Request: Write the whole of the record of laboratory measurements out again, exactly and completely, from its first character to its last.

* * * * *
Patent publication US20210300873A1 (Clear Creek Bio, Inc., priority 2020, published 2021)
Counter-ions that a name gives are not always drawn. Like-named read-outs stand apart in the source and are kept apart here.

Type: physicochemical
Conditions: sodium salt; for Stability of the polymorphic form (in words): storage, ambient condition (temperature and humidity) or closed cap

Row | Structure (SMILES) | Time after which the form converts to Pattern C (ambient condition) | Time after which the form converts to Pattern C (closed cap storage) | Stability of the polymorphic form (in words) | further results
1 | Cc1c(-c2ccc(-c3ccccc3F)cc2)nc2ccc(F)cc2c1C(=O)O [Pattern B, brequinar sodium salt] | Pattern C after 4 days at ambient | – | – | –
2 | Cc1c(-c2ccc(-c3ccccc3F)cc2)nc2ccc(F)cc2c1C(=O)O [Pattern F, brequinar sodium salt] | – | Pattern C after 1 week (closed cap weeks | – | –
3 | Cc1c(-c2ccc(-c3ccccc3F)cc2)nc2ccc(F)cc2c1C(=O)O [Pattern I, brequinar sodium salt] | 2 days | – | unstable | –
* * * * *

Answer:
Patent publication US20210300873A1 (Clear Creek Bio, Inc., priority 2020, published 2021)
Counter-ions that a name gives are not always drawn. Like-named read-outs stand apart in the source and are kept apart here.

Type: physicochemical
Conditions: sodium salt; for Stability of the polymorphic form (in words): storage, ambient condition (temperature and humidity) or closed cap

Row | Structure (SMILES) | Time after which the form converts to Pattern C (ambient condition) | Time after which the form converts to Pattern C (closed cap storage) | Stability of the polymorphic form (in words) | further results
1 | Cc1c(-c2ccc(-c3ccccc3F)cc2)nc2ccc(F)cc2c1C(=O)O [Pattern B, brequinar sodium salt] | Pattern C after 4 days at ambient | – | – | –
2 | Cc1c(-c2ccc(-c3ccccc3F)cc2)nc2ccc(F)cc2c1C(=O)O [Pattern F, brequinar sodium salt] | – | Pattern C after 1 week (closed cap weeks | – | –
3 | Cc1c(-c2ccc(-c3ccccc3F)cc2)nc2ccc(F)cc2c1C(=O)O [Pattern I, brequinar sodium salt] | 2 days | – | unstable | –